ANTI-SKINNING AGENTAny material added to a coating to prevent or retard the processes of oxidation or polymerization that result in the formation of an insoluble skin on the surface of the coating in a container. [Painting/Coatings Dictionary]
ANTI-WRINKLING AGENTMaterial added to surface coating compositions to prevent the formation of wrinkles in films during curing.
BBALD SPOTArea or patch, usually in a wrinkle finish film, which has failed to wrinkle or give the desired optical effect. [CED]
BIOCIDEA chemical agent capable of killing organisms such as those responsible for microbiological degradation.
BIODETERIORATIONAny undesirable change in material properties brought about by the activities of microorganisms. [CED]
BIOFOULINGBiological encrustation of surfaces in sea water by flora and fauna, e.g., barnacles. See FOULING.
BIOLOGICAL DEFACEMENTDisfiguring of surfaces by growth of microorganisms.
BLEACHING(1)Bleaching is a uniform loss of color of a paint or varnish. This may be due to internal chemical or physical action in the paint itself, to influences from the surface on which it is applied or to weathering or contamination from the atmosphere; (2) Intentional lightening of the color of a material such as wood, vegetable oils, varnishes, etc. [CED]; removing color. [AM]
BLEEDCoating discoloration by the diffusion of coloring matter from a previously painted or unpainted surface (e.g. asphalt) by the action of the coating solvent.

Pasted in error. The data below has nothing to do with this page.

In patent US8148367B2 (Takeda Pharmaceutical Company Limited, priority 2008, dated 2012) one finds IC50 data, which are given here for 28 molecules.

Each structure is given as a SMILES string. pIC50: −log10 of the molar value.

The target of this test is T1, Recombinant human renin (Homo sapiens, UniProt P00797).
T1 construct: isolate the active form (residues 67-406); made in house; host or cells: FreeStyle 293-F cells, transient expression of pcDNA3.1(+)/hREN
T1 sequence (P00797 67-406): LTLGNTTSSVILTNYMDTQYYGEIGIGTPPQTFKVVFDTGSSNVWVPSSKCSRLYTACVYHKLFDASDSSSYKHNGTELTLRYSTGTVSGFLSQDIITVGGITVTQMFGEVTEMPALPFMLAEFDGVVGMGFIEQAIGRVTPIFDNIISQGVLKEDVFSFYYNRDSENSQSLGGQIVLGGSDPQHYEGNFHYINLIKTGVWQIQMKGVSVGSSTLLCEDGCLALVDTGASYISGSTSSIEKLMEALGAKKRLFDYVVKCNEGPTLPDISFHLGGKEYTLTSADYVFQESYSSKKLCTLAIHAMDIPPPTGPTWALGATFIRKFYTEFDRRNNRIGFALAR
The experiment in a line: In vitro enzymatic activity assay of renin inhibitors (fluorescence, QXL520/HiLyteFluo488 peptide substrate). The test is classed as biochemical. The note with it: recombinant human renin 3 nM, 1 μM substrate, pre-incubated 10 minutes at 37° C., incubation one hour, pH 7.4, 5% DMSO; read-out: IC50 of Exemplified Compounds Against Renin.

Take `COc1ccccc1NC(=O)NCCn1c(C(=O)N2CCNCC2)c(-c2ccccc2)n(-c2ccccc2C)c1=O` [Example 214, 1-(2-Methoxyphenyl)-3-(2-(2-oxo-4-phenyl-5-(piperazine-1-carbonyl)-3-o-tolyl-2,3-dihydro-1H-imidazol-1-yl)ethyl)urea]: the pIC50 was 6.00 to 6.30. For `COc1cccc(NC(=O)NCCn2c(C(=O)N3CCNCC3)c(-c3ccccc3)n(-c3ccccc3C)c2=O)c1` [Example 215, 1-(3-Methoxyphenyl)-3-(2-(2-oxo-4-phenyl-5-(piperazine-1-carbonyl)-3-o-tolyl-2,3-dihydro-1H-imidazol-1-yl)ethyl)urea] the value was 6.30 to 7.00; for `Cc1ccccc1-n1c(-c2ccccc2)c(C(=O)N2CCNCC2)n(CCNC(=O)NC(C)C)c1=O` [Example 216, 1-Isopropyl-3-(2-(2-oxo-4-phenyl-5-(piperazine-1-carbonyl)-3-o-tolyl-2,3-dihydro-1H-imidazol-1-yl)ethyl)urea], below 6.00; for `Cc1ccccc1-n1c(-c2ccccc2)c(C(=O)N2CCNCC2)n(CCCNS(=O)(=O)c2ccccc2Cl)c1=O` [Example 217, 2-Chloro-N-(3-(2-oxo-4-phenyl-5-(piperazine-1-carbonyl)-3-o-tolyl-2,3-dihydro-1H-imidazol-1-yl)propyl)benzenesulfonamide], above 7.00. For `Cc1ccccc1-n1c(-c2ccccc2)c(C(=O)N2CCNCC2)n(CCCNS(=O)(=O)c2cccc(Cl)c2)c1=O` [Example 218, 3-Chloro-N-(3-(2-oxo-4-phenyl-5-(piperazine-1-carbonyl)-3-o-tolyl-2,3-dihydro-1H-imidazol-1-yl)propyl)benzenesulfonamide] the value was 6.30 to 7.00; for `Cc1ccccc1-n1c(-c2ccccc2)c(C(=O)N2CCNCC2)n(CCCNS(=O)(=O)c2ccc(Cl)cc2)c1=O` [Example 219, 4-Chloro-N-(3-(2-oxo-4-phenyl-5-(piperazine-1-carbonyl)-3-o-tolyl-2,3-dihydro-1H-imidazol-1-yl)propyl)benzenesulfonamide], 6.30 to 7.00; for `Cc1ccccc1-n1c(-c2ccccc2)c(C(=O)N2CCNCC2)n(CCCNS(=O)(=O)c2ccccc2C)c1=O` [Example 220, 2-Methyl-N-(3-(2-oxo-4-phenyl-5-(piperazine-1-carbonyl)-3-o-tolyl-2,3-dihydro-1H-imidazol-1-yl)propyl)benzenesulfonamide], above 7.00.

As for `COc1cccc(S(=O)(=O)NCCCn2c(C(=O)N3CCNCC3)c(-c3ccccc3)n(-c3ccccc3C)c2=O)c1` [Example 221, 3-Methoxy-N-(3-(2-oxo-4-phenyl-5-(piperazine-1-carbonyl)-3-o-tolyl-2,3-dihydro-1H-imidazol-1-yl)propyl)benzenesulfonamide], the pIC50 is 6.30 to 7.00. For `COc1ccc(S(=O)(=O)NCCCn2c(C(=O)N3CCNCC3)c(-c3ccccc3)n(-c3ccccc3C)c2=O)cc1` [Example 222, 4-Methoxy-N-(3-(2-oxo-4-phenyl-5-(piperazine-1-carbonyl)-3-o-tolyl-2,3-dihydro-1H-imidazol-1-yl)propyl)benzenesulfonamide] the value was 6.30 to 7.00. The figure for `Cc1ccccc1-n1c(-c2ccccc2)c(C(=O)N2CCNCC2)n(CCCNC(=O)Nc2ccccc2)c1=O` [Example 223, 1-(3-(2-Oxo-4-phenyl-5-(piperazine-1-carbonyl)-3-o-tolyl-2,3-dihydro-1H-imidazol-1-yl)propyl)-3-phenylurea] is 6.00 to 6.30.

FAILURE TERMS BLEEDINGThe diffusion of colored matter from a substrate (including a previously applied paint film) into a newly applied finish, resulting in a discoloration of the finish. The solvent carrier of the newly applied finish normally transfers the coloring matter. Examples are bituminous surfaces, wood knots, organic pigments, contaminants.
BLEEDING KNOTUsually circular-shaped discoloration in stained or painted siding. [CED]
BLEED-THROUGHAppearance of color on a newly painted surface by migration of a previously painted substrate beneath it.
BLISTERAn undesirable rounded elevation of the coating resulting from the local loss of adhesion. See also BLISTERING.
BLISTERING(1) Formation of dome-shaped projections (blisters) in paints or varnish films resulting from local loss of adhesion and lifting of the film from an underlying paint film (intercoat blistering) or the base substrate. The standard test method for evaluating the degree of blistering of paints is described in ASTM D 714; (2) The irregular raising of a thin layer at the surface of placed mortar or concrete during or soon after completion of the finishing operation, or in the case of pipe after spinning; also bulging of the finish plaster coat as it separates and draws away from the base coat [ACI]; (3) Formation of blisters in films of paint or varnish. Blistering may be caused by solvent entrapment, moisture diffusion through the coating, or excessive moisture in the substrate.
BLISTERING RESISTANCEA coatings ability to resist the formation of blisters.
BLOCK COATA barrier coat or transition primer/tie coat that prevents incompatible paints from touching. See also BARRIER COAT, TIE COAT in main glossary.